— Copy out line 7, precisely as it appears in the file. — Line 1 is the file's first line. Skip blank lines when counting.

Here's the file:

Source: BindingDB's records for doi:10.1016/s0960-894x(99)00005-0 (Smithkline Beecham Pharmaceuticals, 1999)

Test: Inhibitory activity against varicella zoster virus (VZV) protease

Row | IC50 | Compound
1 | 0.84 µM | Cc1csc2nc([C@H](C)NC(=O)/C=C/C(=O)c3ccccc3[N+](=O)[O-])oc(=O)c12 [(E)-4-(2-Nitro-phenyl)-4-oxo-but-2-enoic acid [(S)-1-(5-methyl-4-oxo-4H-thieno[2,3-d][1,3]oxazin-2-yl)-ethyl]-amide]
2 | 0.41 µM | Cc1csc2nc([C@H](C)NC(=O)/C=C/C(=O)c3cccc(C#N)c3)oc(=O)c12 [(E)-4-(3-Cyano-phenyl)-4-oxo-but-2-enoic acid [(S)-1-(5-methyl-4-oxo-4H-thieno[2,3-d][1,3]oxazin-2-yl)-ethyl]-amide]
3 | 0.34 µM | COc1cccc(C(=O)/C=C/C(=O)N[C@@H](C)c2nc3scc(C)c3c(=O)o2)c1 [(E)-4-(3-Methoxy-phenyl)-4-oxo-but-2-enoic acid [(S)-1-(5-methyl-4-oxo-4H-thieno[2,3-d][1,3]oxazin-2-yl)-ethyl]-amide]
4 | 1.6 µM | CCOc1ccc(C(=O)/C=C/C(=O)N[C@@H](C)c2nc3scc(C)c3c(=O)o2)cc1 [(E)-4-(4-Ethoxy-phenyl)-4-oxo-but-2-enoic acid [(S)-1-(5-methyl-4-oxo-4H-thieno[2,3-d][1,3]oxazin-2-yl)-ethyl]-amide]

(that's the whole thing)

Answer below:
4 | 1.6 µM | CCOc1ccc(C(=O)/C=C/C(=O)N[C@@H](C)c2nc3scc(C)c3c(=O)o2)cc1 [(E)-4-(4-Ethoxy-phenyl)-4-oxo-but-2-enoic acid [(S)-1-(5-methyl-4-oxo-4H-thieno[2,3-d][1,3]oxazin-2-yl)-ethyl]-amide]